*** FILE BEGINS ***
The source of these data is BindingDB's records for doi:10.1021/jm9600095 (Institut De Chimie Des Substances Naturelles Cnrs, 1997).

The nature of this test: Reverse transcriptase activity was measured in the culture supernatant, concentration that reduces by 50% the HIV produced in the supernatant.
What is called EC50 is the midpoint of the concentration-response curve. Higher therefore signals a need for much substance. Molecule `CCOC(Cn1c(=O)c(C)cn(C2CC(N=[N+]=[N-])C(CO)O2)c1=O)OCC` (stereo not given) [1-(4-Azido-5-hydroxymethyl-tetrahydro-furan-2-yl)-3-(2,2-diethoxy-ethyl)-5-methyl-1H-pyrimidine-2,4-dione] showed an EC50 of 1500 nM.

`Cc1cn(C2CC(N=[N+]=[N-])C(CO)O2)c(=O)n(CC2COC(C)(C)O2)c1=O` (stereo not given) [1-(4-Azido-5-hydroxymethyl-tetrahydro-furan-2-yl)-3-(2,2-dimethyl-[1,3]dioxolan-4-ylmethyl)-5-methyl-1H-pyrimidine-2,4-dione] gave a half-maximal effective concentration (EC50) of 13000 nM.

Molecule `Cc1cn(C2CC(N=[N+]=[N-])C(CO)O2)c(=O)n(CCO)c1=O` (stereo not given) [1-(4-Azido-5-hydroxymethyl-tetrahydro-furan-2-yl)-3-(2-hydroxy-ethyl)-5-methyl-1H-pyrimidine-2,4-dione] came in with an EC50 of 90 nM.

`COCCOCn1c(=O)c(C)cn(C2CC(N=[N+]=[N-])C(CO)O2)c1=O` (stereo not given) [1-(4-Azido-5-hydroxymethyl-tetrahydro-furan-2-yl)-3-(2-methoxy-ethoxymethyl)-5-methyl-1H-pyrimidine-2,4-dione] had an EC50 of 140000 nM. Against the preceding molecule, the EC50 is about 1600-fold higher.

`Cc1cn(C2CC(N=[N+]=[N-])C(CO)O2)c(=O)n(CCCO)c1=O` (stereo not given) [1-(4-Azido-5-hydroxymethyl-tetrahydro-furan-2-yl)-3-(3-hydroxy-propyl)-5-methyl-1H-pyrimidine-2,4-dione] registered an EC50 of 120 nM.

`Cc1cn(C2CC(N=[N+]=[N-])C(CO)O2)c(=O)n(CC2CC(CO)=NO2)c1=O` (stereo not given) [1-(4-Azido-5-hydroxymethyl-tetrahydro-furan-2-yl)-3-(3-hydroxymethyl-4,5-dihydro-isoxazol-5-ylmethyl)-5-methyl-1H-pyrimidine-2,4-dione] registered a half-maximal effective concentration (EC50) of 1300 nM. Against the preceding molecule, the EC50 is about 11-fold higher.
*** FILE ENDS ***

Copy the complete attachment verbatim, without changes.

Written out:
The source of these data is BindingDB's records for doi:10.1021/jm9600095 (Institut De Chimie Des Substances Naturelles Cnrs, 1997).

The nature of this test: Reverse transcriptase activity was measured in the culture supernatant, concentration that reduces by 50% the HIV produced in the supernatant.
What is called EC50 is the midpoint of the concentration-response curve. Higher therefore signals a need for much substance. Molecule `CCOC(Cn1c(=O)c(C)cn(C2CC(N=[N+]=[N-])C(CO)O2)c1=O)OCC` (stereo not given) [1-(4-Azido-5-hydroxymethyl-tetrahydro-furan-2-yl)-3-(2,2-diethoxy-ethyl)-5-methyl-1H-pyrimidine-2,4-dione] showed an EC50 of 1500 nM.

`Cc1cn(C2CC(N=[N+]=[N-])C(CO)O2)c(=O)n(CC2COC(C)(C)O2)c1=O` (stereo not given) [1-(4-Azido-5-hydroxymethyl-tetrahydro-furan-2-yl)-3-(2,2-dimethyl-[1,3]dioxolan-4-ylmethyl)-5-methyl-1H-pyrimidine-2,4-dione] gave a half-maximal effective concentration (EC50) of 13000 nM.

Molecule `Cc1cn(C2CC(N=[N+]=[N-])C(CO)O2)c(=O)n(CCO)c1=O` (stereo not given) [1-(4-Azido-5-hydroxymethyl-tetrahydro-furan-2-yl)-3-(2-hydroxy-ethyl)-5-methyl-1H-pyrimidine-2,4-dione] came in with an EC50 of 90 nM.

`COCCOCn1c(=O)c(C)cn(C2CC(N=[N+]=[N-])C(CO)O2)c1=O` (stereo not given) [1-(4-Azido-5-hydroxymethyl-tetrahydro-furan-2-yl)-3-(2-methoxy-ethoxymethyl)-5-methyl-1H-pyrimidine-2,4-dione] had an EC50 of 140000 nM. Against the preceding molecule, the EC50 is about 1600-fold higher.

`Cc1cn(C2CC(N=[N+]=[N-])C(CO)O2)c(=O)n(CCCO)c1=O` (stereo not given) [1-(4-Azido-5-hydroxymethyl-tetrahydro-furan-2-yl)-3-(3-hydroxy-propyl)-5-methyl-1H-pyrimidine-2,4-dione] registered an EC50 of 120 nM.

`Cc1cn(C2CC(N=[N+]=[N-])C(CO)O2)c(=O)n(CC2CC(CO)=NO2)c1=O` (stereo not given) [1-(4-Azido-5-hydroxymethyl-tetrahydro-furan-2-yl)-3-(3-hydroxymethyl-4,5-dihydro-isoxazol-5-ylmethyl)-5-methyl-1H-pyrimidine-2,4-dione] registered a half-maximal effective concentration (EC50) of 1300 nM. Against the preceding molecule, the EC50 is about 11-fold higher.